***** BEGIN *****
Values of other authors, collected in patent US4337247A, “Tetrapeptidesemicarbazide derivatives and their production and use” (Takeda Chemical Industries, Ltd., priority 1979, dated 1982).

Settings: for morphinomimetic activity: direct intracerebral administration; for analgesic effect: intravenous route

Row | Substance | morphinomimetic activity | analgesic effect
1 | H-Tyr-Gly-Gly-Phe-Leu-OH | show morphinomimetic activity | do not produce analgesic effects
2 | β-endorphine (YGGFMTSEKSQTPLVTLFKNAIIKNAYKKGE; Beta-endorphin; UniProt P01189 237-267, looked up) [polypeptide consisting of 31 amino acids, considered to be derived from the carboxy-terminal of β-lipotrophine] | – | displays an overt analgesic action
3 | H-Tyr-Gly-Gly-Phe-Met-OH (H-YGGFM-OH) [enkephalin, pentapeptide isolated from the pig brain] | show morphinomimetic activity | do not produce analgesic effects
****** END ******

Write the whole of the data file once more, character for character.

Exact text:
Values of other authors, collected in patent US4337247A, “Tetrapeptidesemicarbazide derivatives and their production and use” (Takeda Chemical Industries, Ltd., priority 1979, dated 1982).

Settings: for morphinomimetic activity: direct intracerebral administration; for analgesic effect: intravenous route

Row | Substance | morphinomimetic activity | analgesic effect
1 | H-Tyr-Gly-Gly-Phe-Leu-OH | show morphinomimetic activity | do not produce analgesic effects
2 | β-endorphine (YGGFMTSEKSQTPLVTLFKNAIIKNAYKKGE; Beta-endorphin; UniProt P01189 237-267, looked up) [polypeptide consisting of 31 amino acids, considered to be derived from the carboxy-terminal of β-lipotrophine] | – | displays an overt analgesic action
3 | H-Tyr-Gly-Gly-Phe-Met-OH (H-YGGFM-OH) [enkephalin, pentapeptide isolated from the pig brain] | show morphinomimetic activity | do not produce analgesic effects